October 13, 2013 · Print This Article
“Art world badass, gallerist, curator, writer, swell mofo” Mat Gleason brings in Episode 423 of the Bad at Sports podcast; during the show, people are called Ninny! Art school is shit-talked! TMZ! Lawsuits! Artists traded like sports players. All that and so much more here.
The week began with Edition #18 of What’s the T? from our very own gossip columnist, Dana Bassett. Bassett begins with good advice about “How to stay relevant through the weekend”, the weather report, the failure of Aiken’s Station to Station, and Feminism in digital art. As Bassett says, “Just some light reading to distract you from the shutdown and Miley Cyrus.”
For the first time in history, says Nicholas O’Brien, Phillips organized an art auction for Digital Art.”The auction, entitled Paddles On!, is of particular significance because it is not only the first auction for Phillips, but also the first primary market auction to occur at any major international auction house to only feature digital art works” :
All coincidence of overlapping interests and timing aside, what Paddles On! presents to audiences – both familiar and new – is that artwork made and distributed through digital networks must now become more vocalized and represented within a contemporary art market. Many recent signposts have been pointing to this moment – the heated conversation around Rhizome’s booth at the Armory in 2011, the outrage of artists and academics railing against Claire Bishop’s misinformed “Digital Divide” essay in Artforum, the development of the Art Micro Patronage project by The Present Group, the selling of digital art by AFC at NADA this past year, just to name a few. But now it is happening, and already over half of the works have been bid on through Paddle8 – a sign in and of itself that now seems to be the time.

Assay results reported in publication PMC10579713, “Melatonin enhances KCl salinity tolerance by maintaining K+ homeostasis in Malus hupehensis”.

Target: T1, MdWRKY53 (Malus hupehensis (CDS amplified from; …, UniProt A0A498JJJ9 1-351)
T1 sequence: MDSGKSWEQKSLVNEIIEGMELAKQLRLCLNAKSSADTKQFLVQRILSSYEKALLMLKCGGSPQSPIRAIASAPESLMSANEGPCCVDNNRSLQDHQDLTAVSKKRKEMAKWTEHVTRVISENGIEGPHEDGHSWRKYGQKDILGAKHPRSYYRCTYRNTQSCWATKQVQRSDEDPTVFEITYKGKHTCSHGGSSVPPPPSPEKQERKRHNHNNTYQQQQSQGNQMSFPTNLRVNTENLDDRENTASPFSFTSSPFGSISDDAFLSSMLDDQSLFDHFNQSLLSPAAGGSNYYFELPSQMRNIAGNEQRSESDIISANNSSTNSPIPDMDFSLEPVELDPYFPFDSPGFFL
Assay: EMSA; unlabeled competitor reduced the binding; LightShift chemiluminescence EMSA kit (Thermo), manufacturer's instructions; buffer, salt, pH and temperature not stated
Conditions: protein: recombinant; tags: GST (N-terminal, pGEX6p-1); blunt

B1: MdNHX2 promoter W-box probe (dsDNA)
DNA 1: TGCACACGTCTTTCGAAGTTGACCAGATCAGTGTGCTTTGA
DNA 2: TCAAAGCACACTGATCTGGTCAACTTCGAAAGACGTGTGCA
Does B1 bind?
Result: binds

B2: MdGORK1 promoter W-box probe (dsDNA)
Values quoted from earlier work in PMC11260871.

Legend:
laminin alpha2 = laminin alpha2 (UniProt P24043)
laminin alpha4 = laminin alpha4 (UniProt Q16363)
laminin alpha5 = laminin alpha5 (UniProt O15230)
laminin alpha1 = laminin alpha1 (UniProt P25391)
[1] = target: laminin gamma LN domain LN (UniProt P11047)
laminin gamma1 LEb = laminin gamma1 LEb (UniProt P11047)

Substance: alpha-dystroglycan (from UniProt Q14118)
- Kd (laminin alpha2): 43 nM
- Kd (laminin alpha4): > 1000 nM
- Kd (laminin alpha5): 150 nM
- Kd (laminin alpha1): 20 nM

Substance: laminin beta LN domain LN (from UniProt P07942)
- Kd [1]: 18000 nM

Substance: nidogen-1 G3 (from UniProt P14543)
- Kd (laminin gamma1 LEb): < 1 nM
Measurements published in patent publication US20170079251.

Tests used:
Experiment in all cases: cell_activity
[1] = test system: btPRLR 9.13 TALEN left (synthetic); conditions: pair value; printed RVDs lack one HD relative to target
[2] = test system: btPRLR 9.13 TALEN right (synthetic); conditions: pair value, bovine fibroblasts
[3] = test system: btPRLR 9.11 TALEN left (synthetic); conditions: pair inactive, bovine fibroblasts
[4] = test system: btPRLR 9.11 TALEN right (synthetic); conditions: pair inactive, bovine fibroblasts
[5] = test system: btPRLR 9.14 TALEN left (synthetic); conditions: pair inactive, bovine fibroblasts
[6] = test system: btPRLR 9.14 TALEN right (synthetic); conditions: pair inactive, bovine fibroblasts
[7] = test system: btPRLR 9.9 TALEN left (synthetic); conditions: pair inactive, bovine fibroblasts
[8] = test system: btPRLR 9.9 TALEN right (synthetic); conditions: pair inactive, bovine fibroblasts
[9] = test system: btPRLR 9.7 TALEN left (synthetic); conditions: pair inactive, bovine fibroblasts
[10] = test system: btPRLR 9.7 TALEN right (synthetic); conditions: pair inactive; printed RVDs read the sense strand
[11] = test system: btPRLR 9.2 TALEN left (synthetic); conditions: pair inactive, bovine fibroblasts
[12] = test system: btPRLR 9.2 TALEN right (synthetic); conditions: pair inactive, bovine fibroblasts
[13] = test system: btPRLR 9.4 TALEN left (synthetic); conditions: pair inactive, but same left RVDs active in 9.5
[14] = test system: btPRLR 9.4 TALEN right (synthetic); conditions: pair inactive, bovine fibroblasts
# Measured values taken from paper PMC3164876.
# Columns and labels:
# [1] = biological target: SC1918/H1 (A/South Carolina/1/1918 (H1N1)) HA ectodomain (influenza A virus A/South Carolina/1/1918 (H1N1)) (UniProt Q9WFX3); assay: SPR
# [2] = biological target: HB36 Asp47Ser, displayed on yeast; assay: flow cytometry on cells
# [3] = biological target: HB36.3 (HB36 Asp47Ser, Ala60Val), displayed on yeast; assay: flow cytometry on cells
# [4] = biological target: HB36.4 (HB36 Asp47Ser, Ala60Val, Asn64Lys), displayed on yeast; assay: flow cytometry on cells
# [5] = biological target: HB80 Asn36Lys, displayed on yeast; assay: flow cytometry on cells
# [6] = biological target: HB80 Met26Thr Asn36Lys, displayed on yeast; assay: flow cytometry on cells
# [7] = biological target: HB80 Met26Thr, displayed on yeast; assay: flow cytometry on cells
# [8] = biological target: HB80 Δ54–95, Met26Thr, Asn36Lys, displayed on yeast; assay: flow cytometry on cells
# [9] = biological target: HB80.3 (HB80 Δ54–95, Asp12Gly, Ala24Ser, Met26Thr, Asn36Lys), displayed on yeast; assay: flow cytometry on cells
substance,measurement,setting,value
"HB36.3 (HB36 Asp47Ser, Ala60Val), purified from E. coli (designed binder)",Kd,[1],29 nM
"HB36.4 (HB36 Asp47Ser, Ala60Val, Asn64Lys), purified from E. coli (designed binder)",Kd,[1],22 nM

Kevin Blake interviewed Carl Baratta in anticipation of Baratta’s upcoming show at Sidecar Gallery. When asked about his relationship to abstraction, Baratta replies:
I was trained initially as an abstract artist. It’s kind of weird because traditionally an art student gets trained in figurative stuff and then they are allowed to meander into other modes of painting. In undergrad, I had a bunch of former students of NYC AbEx painters as my professors (students of Al Held for example). The figurative painters I did end up taking taught me how to find and extrapolate forms from what was around me. So basically literal abstraction.The work I’m doing now is me backing out of pure abstraction and color field painting into something more figurative. Navigating between these two things is a major theme in my studio. Paint is always first to me even when I’m trying to figure out the shape of a nose or a chicken, so it naturally is always first and foremost in my mind. I can’t help it, I was brought up that way.
This week Jeffrey Songco interviewed Lacey Haslam of Oakland-based BLOCK Gallery and artist Kari Marboe “regarding their newest project titled Latham Memorial Fountain Unveiled.” When asked what “site specific text based work” was, Marboe replied:
Artworks designed conceptually and physically for a particular space, and in my case made with text. For example, during our thesis exhibition I worked with Dena Beard to find a public and easily accessible spot outside of the Berkeley Art Museum to place a piece. She suggested taking over one of the panels outside of the museum on Bancroft which is normally used for internal advertising on upcoming exhibitions or events and found a 4’x4’ panel that was available during the time we needed. So I wrote a piece that talked about being exactly in that space, the motions of coming in and out of the museum, in poem form so people could sit down on one of the benches across from the work and enjoy it for a while. The label for the work was displayed right as you were walking out of the museum, so people were stopping and asking, “where is this piece of art, it’s not the Calder, where is it”. Another piece I worked for that show was with the East Bay Express—